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In honor of national lung cancer awareness month:

When people hear someone has breast cancer or colon cancer, the immediate reaction is always sympathy. However, these same people react very differently to lung cancer. They as “oh did, he smoke?” As a result, lung cancer patients are hesitant to tell their loved ones about having lung cancer because there seems to be blame attached to the diagnosis. This stigma surrounding lung cancer may not be very accurate. The World Health Organization recently declared that the leading cause for lung cancer is actually pollution. In addition, 60% of new lung cancer diagnoses are in those who have either never smoked or quit smoking decades ago.

The main problem this stigma causes, however, is the lack of research funding provided to studying lung cancer causes and therapies. For every person that dies of breast cancer, the government designates $26,000 to breast cancer research which is vastly different compared to the $1,000 the government designates for lung cancer research per death. Lung cancer causes 25% of all cancer deaths, kills twice as many women as breast cancer, and kills three times as many men as prostate cancer.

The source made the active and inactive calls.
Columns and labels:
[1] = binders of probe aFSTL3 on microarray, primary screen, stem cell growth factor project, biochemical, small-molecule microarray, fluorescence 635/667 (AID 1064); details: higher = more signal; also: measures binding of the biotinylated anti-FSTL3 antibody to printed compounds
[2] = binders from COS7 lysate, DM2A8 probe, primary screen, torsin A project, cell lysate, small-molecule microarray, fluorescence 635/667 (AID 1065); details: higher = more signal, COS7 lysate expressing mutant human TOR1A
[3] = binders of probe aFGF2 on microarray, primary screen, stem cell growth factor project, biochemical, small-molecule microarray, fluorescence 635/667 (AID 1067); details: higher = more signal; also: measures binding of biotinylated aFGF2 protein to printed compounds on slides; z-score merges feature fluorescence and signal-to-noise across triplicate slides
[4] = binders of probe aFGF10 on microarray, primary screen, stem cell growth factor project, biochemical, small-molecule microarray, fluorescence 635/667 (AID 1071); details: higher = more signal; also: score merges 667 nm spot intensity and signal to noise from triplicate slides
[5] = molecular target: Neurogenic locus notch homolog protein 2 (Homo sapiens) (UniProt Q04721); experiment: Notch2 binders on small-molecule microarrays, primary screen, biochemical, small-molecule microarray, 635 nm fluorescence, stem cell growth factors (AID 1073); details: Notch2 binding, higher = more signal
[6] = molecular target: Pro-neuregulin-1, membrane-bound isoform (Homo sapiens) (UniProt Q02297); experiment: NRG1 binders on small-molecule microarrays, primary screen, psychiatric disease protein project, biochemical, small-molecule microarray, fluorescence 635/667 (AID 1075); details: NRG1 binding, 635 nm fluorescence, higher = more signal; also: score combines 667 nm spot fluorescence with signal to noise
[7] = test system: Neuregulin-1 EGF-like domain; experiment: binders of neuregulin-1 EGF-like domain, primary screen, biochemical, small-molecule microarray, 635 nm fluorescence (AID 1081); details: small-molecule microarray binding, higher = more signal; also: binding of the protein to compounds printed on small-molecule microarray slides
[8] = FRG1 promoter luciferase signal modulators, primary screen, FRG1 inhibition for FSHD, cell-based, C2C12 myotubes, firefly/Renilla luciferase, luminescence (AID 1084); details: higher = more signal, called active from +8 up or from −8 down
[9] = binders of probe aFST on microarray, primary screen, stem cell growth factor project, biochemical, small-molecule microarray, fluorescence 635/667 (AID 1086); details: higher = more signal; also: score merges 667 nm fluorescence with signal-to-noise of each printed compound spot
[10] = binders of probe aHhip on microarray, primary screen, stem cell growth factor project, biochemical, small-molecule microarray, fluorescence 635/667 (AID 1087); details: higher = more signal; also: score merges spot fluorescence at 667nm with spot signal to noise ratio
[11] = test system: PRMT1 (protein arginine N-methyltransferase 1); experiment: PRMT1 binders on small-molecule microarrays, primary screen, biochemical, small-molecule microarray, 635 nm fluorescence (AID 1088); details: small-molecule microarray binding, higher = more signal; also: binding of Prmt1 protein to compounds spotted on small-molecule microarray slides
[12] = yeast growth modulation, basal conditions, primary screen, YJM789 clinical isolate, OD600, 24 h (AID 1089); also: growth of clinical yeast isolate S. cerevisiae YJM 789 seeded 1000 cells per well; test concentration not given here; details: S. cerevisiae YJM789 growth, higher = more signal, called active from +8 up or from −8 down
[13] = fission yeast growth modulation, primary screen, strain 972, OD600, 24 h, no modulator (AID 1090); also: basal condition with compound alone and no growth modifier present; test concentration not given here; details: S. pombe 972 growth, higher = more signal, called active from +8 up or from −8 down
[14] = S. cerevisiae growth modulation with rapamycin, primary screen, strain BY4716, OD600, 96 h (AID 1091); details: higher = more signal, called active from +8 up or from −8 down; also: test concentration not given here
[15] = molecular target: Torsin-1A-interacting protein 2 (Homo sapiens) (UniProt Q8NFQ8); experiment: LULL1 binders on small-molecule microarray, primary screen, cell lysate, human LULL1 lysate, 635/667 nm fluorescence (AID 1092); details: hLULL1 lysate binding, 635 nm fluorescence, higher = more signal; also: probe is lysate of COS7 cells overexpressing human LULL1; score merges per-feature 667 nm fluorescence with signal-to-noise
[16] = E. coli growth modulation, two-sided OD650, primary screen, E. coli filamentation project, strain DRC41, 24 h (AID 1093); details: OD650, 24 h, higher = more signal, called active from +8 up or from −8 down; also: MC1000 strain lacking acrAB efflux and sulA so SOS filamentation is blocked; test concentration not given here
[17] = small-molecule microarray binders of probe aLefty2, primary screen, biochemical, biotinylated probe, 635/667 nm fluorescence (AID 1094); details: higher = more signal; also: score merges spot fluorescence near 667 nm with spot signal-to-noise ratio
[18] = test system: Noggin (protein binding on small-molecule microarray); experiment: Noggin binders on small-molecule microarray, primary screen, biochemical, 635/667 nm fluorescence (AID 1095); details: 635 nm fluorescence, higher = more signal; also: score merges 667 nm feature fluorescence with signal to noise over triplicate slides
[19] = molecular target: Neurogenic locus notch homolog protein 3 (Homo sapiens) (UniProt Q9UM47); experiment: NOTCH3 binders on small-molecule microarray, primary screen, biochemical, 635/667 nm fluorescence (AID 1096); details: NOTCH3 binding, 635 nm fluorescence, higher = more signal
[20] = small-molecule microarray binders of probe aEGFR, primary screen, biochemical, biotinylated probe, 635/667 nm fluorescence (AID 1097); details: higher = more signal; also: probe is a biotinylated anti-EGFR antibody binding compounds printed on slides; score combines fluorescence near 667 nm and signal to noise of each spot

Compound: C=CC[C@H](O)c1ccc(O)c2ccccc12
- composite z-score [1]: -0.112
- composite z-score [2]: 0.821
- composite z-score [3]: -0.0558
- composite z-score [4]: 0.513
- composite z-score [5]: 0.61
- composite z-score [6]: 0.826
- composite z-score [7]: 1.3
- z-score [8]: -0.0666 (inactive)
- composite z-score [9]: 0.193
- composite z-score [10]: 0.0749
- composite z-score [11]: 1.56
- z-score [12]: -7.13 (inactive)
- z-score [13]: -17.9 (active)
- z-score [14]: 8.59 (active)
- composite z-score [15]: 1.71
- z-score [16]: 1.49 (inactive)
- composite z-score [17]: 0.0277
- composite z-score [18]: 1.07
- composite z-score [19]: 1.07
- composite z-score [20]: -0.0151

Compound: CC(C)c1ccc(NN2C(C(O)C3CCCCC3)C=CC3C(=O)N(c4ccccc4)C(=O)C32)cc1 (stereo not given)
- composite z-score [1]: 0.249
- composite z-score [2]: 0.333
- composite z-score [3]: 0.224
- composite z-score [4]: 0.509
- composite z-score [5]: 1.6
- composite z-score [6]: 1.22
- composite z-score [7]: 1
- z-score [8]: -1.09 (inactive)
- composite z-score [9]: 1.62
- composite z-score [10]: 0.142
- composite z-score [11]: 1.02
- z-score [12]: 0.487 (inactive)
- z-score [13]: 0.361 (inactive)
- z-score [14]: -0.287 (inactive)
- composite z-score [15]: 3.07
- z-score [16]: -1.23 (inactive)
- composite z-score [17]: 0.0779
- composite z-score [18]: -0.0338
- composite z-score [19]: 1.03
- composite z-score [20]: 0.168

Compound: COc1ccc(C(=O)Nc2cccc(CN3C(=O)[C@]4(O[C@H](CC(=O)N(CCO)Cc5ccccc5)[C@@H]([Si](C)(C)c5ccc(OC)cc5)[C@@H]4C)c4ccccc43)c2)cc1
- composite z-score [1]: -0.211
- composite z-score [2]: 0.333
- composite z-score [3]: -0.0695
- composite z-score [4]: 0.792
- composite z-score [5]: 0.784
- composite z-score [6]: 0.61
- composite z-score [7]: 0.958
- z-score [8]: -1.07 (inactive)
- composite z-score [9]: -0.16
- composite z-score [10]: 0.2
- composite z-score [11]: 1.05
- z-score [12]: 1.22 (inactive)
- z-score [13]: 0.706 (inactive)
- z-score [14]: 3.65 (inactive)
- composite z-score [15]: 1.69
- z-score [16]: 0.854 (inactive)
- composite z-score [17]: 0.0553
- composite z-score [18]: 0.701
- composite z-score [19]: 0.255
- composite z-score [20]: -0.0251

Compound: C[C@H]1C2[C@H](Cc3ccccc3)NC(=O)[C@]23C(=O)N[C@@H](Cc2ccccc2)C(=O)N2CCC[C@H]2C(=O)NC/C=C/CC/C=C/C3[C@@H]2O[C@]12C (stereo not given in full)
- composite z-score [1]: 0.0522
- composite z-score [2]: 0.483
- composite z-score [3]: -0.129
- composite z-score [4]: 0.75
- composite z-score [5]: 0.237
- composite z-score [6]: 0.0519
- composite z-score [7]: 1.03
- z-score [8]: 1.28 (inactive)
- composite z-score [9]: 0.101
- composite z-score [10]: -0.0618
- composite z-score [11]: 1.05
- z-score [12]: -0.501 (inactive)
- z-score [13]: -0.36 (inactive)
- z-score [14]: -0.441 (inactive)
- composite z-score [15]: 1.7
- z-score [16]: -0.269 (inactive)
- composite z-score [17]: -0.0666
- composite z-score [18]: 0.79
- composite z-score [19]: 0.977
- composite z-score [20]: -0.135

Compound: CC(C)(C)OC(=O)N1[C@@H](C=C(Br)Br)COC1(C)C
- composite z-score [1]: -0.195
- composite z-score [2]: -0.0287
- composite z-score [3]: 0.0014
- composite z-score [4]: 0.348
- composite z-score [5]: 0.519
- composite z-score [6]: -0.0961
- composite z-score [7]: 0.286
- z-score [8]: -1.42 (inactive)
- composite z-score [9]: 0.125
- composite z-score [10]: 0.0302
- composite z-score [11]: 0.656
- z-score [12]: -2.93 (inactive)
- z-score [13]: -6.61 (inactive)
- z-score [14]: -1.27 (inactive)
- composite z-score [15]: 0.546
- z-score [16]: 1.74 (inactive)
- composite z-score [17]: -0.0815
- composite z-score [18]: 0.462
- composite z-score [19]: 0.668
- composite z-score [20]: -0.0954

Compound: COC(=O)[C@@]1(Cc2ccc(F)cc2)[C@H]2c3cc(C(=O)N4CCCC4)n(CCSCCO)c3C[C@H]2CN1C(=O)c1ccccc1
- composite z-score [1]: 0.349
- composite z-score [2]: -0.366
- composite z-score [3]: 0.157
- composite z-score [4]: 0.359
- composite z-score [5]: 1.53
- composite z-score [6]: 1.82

It is vital for lung cancer research to get money now not only because of the staggering statistics but also because in the last two years, scientists have been very successfully been using immune therapy to fight lung cancer and scientists are just on the verge of really fighting it.

Think About:

1. In what other diseases does stigma prevent people from getting help?
2. How can the stigma surrounding lung cancer be changed?
3. How can lung cancer patients be more effectively supported by the community without promoting tobacco use?

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